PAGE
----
Sun, rain, snow and sleet will make survival miserable if not addressed properly. Likewise, locating an area that allows sunlight to penetrate the shelter periodically throughout the day, such as a partially shaded setting, will be a blessing in disguise. The natural warmth of the sun’s rays can help heat the interior during the day, yet prevent it from becoming too hot. Rain, snow and sleet will collect in low lying areas more than at higher elevations. If there are signs of flooding, flash flooding, landslides, and/or avalanches, then do not select that site for a shelter for any reason.

Hilltop areas are not an ideal location for setting up a shelter. These regions often experience an abundance of bone chilling wind, especially at night when temperatures drop in conjunction with the setting of the sun.

Trees offer both good and bad possibilities when selecting a site for shelter construction. If there are trees in the area you intend to build your shelter in, then make sure they are all healthy, solid and standing trees. You will also want to inspect the tree for signs of wildlife. If there is evidence of insects, such as termites, bees, or wasps, then avoid setting up a shelter near that tree. The same applies if there is evidence that squirrels, birds, or owls are using the tree as a primary residence. These types of animals and insects may be territorial to the extent that they terrorize you, your shelter, and your gear. It will also be important to identify any and all dead or leaning trees, as well as any dead or damaged branches. These hazards are often referred to as “widow makers,” because they can snap, fall, damage, destroy or kill a person in the blink of an eye, or when the next strong wind passes through. It is also advisable to avoid building a shelter near a single isolated tree as they may serve as a natural lightning rod during inclement weather.


In a serious survival situation any naturally occurring conditions can be used as a form of shelter, Cliff overhangs, caves, fallen tree trunks, small natural hollows, and even trees can be used to create a shelter suitable for getting you through the situation. In the event natural materials, or naturally occurring environments, are not available, then it will be necessary to construct one from scratch. If forced to construct a shelter from scratch, then focus on using as much natural material as possible first, before using manmade materials or gear. Once a piece of gear is used for shelter construction, it might not be serviceable for anything else, so be confident in your decision before opting to use and possibly lose that piece of gear.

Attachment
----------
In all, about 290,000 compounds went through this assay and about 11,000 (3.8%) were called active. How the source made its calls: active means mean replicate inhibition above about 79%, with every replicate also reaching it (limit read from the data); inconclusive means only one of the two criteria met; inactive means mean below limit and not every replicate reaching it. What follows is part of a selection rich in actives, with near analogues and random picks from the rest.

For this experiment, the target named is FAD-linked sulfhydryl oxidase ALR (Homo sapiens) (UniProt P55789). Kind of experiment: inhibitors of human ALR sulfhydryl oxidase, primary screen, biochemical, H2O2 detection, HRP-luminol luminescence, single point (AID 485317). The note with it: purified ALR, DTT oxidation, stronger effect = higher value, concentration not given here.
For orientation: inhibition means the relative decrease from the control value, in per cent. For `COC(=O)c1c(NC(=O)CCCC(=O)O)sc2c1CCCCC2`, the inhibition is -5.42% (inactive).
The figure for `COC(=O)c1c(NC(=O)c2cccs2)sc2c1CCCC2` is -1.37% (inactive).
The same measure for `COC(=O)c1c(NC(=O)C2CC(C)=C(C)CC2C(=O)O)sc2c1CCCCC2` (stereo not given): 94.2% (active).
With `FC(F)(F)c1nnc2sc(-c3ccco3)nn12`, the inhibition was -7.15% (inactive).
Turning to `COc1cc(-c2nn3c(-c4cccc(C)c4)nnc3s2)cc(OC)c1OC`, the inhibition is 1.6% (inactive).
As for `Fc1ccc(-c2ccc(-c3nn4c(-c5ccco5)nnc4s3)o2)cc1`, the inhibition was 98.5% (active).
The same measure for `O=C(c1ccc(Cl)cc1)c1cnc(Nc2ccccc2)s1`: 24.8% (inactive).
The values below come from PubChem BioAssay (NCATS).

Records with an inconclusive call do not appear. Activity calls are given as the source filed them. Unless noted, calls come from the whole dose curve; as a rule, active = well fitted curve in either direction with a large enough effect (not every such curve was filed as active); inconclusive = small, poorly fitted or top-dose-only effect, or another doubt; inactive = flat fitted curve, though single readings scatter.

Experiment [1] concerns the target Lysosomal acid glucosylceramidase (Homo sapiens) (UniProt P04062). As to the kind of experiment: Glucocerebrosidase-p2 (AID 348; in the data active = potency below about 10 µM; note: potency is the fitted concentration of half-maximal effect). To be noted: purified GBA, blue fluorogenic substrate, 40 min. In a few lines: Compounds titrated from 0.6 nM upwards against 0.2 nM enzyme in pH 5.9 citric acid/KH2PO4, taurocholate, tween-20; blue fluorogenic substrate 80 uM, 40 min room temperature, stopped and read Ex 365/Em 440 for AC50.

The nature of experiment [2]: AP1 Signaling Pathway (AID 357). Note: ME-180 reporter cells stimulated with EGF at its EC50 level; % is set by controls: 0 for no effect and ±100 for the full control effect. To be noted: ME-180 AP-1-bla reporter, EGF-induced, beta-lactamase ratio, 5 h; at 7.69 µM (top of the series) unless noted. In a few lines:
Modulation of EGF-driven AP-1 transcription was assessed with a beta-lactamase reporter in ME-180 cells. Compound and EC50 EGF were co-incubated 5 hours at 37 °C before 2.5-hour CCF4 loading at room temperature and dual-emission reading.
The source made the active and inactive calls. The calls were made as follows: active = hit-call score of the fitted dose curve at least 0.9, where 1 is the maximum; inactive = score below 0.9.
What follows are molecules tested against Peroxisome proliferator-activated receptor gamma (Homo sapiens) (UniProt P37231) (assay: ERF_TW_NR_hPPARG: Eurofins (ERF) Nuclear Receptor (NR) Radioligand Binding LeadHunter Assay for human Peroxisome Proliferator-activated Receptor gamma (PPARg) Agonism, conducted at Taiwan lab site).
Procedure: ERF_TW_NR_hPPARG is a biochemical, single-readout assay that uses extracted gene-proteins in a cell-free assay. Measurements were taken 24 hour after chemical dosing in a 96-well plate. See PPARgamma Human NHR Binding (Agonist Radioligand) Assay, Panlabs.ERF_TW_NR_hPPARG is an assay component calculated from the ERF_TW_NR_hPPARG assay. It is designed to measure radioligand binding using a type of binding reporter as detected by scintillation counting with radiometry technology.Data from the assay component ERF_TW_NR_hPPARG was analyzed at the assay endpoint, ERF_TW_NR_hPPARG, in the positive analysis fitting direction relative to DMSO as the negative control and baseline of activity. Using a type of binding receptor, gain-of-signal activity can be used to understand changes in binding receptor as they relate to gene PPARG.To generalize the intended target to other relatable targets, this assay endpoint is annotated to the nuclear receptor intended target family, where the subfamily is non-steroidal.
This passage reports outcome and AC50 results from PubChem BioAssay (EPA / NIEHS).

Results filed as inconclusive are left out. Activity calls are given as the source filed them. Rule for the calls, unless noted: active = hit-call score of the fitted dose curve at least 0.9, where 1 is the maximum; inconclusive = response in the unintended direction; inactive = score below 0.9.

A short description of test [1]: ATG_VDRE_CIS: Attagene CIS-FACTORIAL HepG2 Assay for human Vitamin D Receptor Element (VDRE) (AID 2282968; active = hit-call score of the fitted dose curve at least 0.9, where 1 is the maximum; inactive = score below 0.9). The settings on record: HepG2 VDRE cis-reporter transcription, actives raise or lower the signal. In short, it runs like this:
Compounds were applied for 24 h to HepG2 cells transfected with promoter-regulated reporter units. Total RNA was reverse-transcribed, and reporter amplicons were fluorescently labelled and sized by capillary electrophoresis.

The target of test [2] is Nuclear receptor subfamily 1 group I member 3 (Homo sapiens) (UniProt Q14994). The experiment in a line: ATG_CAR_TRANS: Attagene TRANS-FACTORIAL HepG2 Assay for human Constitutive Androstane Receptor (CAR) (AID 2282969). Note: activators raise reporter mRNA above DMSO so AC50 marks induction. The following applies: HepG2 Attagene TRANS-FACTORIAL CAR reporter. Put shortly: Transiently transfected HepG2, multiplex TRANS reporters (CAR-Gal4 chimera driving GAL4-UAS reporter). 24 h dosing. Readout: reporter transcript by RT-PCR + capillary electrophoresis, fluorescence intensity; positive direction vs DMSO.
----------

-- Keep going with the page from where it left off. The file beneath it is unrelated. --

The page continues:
Natural Cave Shelter

An Underground Shelter refers to any shelter constructed beneath the normal surface of the soil; this means there will be digging to do, unless you are using a natural depression, and even then you will probably want to modify it enough to allow you to use it comfortably. An underground shelter should be roughly 2-3 feet deep, 3-4 feet wide, and 7-8 feet long. Once the trench has been dug the floor should be lined with boughs of pine or cedar to increase padding for a sleeping bag, or to serve as the bed itself. After the floor and bed have been constructed the roof can be placed over the trench. To fashion a roof for this type of survival shelter, find and arrange similar sized logs across the width of the trench, from one end to the other, leaving about 12” of space at one end to allow entry and exit. For better insulation arrange layers of pine or cedar boughs on top of the roof logs. If the boughs create a dense enough cover, you may also want to consider spreading the loose soil over the top of the boughs to improve insulation aspects of the shelter. You can also fashion something similar to the image below for an underground shelter.

Open Desert Shelter

Tree Shelters refers to any shelter construction that consists of a standing, living tree. There are a couple of different configurations that could be classified as tree shelters. One of the easiest methods of constructing a tree shelter consists of locating a tree with low hanging branches. By cutting away some of the lower branches, then standing them on end and allowing the lighter end of the branch to rest against the limbs of higher branches, it is possible to create a suitable survival shelter. You may have to cut branches from other trees in the area in order to complete construction of the outer walls, as well as for constructing a bed, but this type of shelter will help keep you out of the elements. A lean-to also falls under this category of shelters, and is another relatively easy project to construct. Find two strong standing healthy trees to use as the corner posts. Find another heavy duty branch that is long enough to cover the distance between the corner post trees and lash it into place approximately 3-4 feet above the ground; this will serve as the brace. To finish the lean-to, you will need to find several branches that are tall enough to touch the ground, and at a 45° angle, rest against the branch being used as the brace. These branches should be arranged so that they make as much close contact as possible. If possible lash these to the brace, if not, then simply lean them in place. To improve insulation aspects associated with the lean-to use your hands and feet to scrape together natural materials in the area and use them to cover the back side of the lean-to from top to bottom. When establishing a lean-to shelter, make sure the back wall protects you from the wind, and serves as a reflector once a fire is built out in front. The image below displays a lean-to shelter with a fire reflector built out in front to direct heat into the shelter. The back wall serves as a fire reflector as well, which increase the warmth of the shelter overall.